It’s a simple yet sublime pleasure, and just thinking about it can make you feel a little calmer, a little more content. Imagine: You bring out one of the good rocks glasses (or your favorite mug or a special occasion tea cup) and pour a couple fingers of amber liquid (or something dark and strong or just some whole milk). You drop the needle on the jazz platter (or pull up a blues album on your mp3 player or dig out that mixtape from college). Ensconcing yourself in the coziest seat in the house, you crack the spine on a classic (or find your place in that sci-fi paperback or pull up a biography on your e-book reader). And then, you go away for a while. Ah, bliss. In this series, some of NTSIB’s friends share beloved albums, books and drinks to recommend or inspire. The Incredible Magpie Band (Lee Knowles (vox/guitar), Lou Taylor (bass/vox), Ben Hardcastle (lead guitar/vox), Matty Davey (guitar), Ewok Layton (drums/percussion), of Wakefield, West Yorkshire, England, recently released their debut single This Chose Me as well as b-side Money, and they are both a rollicking good time: And now I turn the floor over to frontman … Continue reading
Mumblr, of Philadelphia, have recently released their first full-length effort. It is called Full of Snakes. The accuracy of that title will depend entirely on your personal feelings about snakes. (I have a certain wary appreciation, providing no venemous fangs are in evidence.) I have a good deal warmer feelings about the record; it’s brash and messy and weird and contains a love letter to Philadelphia which gets stuck in my head every time I listen to it: But there are also tunes like Sober, which is distorted, fuzzy, primal shriek of anxiety: And Greyhound Station which seething, roaring meditation on the strange combination of sweaty exhaustion, low-level terror, and rage that eventually settles on anyone required to spend any time in the titular location: It can be a challenging listen, at times, but it is absolutely worth it. In conclusion: here is the video for I Think About You All The Time – also their first video ever – which contains a dude in green paint for no apparent reason and some nudity towards the end. Adjust your viewing plans accordingly. You can listen to the rest of the record here on Soundcloud, at least for now. Alternatively you … Continue reading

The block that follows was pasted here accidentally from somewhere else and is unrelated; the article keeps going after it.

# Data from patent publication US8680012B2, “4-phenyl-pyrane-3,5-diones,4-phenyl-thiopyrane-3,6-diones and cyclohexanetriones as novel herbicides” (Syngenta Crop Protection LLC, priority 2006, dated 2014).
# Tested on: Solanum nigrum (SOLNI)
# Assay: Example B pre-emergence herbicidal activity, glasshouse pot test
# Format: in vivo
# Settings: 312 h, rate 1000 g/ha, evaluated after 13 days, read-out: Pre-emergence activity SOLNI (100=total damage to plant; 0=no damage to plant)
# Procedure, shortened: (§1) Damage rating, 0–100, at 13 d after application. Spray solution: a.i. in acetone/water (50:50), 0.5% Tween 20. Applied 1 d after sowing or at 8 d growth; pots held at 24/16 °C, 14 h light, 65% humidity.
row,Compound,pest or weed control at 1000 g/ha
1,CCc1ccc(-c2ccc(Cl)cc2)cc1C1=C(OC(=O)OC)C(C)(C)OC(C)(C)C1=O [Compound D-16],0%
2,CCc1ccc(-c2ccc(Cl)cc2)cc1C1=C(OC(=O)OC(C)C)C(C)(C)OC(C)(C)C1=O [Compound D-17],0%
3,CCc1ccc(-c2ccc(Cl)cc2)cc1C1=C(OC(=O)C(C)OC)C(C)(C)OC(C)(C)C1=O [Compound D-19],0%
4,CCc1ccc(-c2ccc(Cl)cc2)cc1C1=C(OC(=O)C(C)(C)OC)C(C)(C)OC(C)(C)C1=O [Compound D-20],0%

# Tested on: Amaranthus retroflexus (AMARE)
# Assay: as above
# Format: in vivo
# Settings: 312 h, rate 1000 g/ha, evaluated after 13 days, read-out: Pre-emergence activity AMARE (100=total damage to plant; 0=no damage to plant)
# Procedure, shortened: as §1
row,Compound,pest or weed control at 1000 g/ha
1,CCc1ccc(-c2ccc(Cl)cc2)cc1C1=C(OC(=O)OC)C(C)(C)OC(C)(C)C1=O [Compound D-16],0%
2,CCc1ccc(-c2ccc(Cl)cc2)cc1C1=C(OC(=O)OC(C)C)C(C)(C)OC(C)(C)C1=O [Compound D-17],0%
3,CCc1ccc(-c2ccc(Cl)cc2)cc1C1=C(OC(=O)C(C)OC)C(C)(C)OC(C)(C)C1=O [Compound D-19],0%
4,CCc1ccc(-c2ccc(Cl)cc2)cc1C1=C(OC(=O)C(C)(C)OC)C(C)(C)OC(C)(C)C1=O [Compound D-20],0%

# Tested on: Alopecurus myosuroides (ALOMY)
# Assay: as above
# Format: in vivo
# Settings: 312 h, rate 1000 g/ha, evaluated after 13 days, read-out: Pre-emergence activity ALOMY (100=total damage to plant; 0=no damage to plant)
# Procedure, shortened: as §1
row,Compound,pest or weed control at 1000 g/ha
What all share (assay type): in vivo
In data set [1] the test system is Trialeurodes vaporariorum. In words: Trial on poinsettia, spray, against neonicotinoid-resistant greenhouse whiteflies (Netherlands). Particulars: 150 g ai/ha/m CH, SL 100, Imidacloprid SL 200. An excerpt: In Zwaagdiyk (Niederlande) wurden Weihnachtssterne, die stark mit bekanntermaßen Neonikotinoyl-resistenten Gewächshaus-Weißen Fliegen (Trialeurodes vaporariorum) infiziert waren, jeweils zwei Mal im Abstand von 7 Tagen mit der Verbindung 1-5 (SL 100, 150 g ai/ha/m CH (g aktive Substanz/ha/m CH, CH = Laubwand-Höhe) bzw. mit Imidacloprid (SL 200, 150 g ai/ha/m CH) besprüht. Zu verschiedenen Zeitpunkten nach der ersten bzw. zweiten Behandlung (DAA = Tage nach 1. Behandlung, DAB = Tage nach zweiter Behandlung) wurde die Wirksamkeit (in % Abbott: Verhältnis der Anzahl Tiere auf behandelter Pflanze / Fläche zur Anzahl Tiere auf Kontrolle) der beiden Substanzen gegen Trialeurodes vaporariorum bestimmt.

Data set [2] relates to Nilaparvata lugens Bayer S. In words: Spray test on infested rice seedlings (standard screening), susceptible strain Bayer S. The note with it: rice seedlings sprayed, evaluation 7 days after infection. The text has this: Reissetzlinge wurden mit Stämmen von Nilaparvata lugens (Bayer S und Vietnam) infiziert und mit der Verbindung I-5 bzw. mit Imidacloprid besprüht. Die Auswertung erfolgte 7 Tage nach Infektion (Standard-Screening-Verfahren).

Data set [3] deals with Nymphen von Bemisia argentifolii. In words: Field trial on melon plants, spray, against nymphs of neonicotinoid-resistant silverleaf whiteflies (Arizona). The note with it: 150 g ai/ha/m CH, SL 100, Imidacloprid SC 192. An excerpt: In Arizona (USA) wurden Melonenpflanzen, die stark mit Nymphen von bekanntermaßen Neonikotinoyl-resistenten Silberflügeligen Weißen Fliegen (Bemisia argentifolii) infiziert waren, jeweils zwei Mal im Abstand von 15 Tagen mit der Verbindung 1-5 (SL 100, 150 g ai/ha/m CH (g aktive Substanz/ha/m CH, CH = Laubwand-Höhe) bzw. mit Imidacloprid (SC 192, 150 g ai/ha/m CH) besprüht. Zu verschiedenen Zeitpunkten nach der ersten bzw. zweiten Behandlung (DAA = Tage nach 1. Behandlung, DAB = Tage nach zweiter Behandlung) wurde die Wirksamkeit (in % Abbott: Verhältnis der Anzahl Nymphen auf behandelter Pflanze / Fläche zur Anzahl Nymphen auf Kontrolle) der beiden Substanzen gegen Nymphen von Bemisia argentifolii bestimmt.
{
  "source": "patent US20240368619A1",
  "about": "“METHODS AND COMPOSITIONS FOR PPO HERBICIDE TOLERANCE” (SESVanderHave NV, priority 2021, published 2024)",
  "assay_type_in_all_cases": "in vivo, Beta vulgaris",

It’s a simple yet sublime pleasure, and just thinking about it can make you feel a little calmer, a little more content. Imagine: You bring out one of the good rocks glasses (or your favorite mug or a special occasion tea cup) and pour a couple fingers of amber liquid (or something dark and strong or just some whole milk). You drop the needle on the jazz platter (or pull up a blues album on your mp3 player or dig out that mixtape from college). Ensconcing yourself in the coziest seat in the house, you crack the spine on a classic (or find your place in that sci-fi paperback or pull up a biography on your e-book reader). And then, you go away for a while. Ah, bliss. In this series, some of NTSIB’s friends share beloved albums, books and drinks to recommend or inspire. AF the Naysayer (Amahl Abdul-Khaliq), founder of Dolo Jazz Suite, and co-founder of Self-Educated Vinyl, makes some groovy beats, and this is his debut music video: He’s currently out on tour with Prism House and Slomile Swift, and they are working their way around the country. New York, your show is on Sept. 11 at … Continue reading